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Search Results: 1 - 10 of 4709 matches for " Cecilia; Tomezzoli "
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The Kieswerk of Pointe Saint-Mathieu and the Atlantic Wall  [PDF]
G. Tomezzoli
Advances in Anthropology (AA) , 2015, DOI: 10.4236/aa.2015.54017
Abstract: In this article a construction of the Atlantic Wall discovered on 02/01/2006 near the Pointe Saint Mathieu (Finistère, France) is identified and its purpose is clarified. It witnessed the presence, during the World War II, at Pointe Saint-Mathieu, of a Kieswerk or pebble factory in which the pebbles and/or crushed pebbles of the Ero Vili were stored and distributed. The Kieswerk was very likely to have participated in the construction of the Atlantic Wall fortifications of the Pointe Saint-Mathieu.
A Small WWII Italian Bunker in Heraclea Minoa (Sicily)  [PDF]
Giancarlo T. Tomezzoli
Advances in Anthropology (AA) , 2015, DOI: 10.4236/aa.2015.53013
Abstract: In this article, a WWII small Italian bunker evocative of the emotions caused to the Sicilian population by the WWII terminated 70 years ago was presented. It is a bunker of type T Monoarma (i.e. bunkers for a single weapon), indicated also as type Ispettorato, and located on the Sicilian seashore, near the archaeological site of the ancient Greek city of Heraclea Minoa.
The Ero Vili and the Atlantic Wall  [PDF]
G. Tomezzoli, Y. Marzin
Advances in Anthropology (AA) , 2015, DOI: 10.4236/aa.2015.54018
Abstract: In this article the events concerning the south portion of the Audierne Bay in the department of Finistère (France) during the 2nd World War are analyzed. The role of the Ero Vili and the Camp Todt in the construction of the Atlantic Wall fortification and the state of preservation of the military and logistic constructions of this portion of the Audierne Bay are presented in order to stimulate further studies by experts and amateurs.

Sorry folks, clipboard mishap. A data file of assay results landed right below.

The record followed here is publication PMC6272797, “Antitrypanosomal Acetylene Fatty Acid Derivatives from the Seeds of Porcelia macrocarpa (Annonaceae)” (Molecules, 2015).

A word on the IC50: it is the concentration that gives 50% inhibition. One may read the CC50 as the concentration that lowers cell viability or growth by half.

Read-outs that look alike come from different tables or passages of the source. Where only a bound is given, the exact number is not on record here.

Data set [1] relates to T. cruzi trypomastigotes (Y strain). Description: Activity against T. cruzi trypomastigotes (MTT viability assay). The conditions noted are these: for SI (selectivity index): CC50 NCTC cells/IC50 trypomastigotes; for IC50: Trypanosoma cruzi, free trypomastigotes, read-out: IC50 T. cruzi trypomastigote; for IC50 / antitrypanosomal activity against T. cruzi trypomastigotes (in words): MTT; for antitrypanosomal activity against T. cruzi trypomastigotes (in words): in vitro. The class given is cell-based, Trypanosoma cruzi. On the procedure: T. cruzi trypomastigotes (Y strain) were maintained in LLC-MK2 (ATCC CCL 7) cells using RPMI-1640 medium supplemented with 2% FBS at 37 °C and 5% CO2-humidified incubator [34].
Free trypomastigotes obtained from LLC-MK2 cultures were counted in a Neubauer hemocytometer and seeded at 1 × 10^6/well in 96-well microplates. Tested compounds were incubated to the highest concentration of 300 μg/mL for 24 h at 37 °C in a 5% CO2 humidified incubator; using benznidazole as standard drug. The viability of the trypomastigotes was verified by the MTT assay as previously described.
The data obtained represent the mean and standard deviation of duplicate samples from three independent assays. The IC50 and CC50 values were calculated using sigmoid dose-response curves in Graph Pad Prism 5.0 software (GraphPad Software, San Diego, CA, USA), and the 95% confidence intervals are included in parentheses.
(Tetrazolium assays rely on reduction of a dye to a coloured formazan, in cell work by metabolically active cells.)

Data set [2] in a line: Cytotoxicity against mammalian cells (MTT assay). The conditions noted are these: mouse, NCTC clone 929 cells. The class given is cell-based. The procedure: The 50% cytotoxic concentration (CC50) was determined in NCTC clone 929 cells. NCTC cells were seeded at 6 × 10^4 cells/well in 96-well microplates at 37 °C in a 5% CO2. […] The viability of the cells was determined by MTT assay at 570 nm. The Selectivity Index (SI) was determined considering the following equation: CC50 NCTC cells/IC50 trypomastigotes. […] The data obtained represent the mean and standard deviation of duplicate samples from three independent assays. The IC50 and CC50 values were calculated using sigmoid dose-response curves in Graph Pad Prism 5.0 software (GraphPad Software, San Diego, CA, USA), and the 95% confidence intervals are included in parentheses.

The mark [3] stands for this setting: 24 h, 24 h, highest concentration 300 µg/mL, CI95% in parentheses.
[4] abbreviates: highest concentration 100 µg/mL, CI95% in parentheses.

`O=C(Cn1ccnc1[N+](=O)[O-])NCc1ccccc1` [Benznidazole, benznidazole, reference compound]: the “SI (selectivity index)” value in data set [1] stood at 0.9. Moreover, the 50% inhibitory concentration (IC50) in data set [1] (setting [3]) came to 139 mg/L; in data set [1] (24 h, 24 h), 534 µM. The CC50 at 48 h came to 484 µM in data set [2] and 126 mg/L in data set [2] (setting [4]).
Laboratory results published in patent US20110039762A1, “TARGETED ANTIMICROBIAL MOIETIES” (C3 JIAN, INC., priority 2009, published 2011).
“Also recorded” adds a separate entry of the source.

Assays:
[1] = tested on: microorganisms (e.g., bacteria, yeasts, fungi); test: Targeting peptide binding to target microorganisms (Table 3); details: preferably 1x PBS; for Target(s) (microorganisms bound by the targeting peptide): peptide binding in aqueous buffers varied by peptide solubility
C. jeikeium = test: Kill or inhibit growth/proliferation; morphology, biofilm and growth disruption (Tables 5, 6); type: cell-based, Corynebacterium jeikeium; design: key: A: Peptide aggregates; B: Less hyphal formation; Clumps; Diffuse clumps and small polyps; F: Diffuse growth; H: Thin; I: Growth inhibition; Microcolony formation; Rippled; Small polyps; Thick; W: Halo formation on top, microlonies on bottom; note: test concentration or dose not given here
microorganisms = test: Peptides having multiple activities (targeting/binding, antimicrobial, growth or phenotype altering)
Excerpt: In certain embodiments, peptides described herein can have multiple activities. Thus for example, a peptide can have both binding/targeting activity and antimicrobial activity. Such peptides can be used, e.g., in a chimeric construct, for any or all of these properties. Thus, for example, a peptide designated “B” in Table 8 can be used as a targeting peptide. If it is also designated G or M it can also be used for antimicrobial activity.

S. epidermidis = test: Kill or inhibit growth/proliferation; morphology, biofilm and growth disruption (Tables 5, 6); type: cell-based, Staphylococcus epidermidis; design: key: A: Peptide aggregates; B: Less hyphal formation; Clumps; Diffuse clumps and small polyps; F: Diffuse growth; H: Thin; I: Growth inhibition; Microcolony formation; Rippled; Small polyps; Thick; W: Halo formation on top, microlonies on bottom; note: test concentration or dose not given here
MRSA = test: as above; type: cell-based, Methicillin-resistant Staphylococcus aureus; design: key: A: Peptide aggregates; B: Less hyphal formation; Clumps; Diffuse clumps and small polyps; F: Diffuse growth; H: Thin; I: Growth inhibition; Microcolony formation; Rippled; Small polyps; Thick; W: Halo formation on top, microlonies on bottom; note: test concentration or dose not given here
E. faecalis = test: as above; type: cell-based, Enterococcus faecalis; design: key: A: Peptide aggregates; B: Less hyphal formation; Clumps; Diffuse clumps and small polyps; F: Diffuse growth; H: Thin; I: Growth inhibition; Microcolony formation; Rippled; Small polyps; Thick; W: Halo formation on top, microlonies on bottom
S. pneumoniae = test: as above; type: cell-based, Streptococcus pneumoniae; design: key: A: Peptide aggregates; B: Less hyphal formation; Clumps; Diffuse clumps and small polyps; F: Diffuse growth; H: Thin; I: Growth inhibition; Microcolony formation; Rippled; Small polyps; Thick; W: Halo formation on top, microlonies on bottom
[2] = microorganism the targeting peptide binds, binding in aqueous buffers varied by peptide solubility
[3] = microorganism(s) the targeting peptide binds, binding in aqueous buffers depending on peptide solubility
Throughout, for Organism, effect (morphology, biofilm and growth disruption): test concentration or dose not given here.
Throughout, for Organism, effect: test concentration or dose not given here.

The German Base “the Bank” at M?rs-érigné (Anjou-FR)  [PDF]
Giancarlo T. Tomezzoli
Archaeological Discovery (AD) , 2016, DOI: 10.4236/ad.2016.41004
Abstract: In general, history, structure and life in the German military bases in France during the period of the Occupation are not well known because of the past military secrecy and the present lack of surviving witnesses and relevant documentation. However, in the case of the German base at M?rs-Erigné, much information is now available through the researches of Mr. Suquet and my ascertainment on the terrain of the preservation state of its vestiges following the memory duty proposed by Mr. Suquet.
The “Fliegerhorst” of Neubiberg (Munich-Germany)  [PDF]
Giancarlo T. Tomezzoli
Archaeological Discovery (AD) , 2016, DOI: 10.4236/ad.2016.42006
Abstract: The investigation of the organization, evolution and preservation state of the Neubiberg airfield near Munich (Bavaria-Germany), now at seventy years after the conclusion of the World War II, reveals that its preservation state is good but menaced by the installation of sport facilities and the possible further expansion of the areas of the municipalities of Neubiberg, Unterhaching and of the Federal Army University. On 1991 at the end of the military operations, the airfield has not resumed its original role of sport airfield that is the reason of its construction. This would have ensured its operative survival and the survival of a landing place for aircrafts in distress.
The German Defence System of the Grève de Goulven (Finistère—FR) during the World War II  [PDF]
Giancarlo T. Tomezzoli
Archaeological Discovery (AD) , 2016, DOI: 10.4236/ad.2016.44012
Abstract: In order to prevent a possible allied landing on the Grève de Goulven, the Organization Todt prepared for the Wehrmacht (German Army), in the frame of the Atlantikwall, many military structures crewed in a close defence line formed by Wn,s. close around the Grève and in a far defence line formed by St.P.s for directing and supporting the fire of the Wn.s. Purpose of this article is to identify said military structures and investigate their preservation state. The lack of an allied landing in the Grève and the prompt retreat, on 6-8 August 1944, of the German troops inside the Festung Brest, upon the arrival of the US Army, provided a unique occasion to visit German military structure practically intact, and had a unique occasion for investigating these structures, their preservation state and the interaction of the today’s population with them.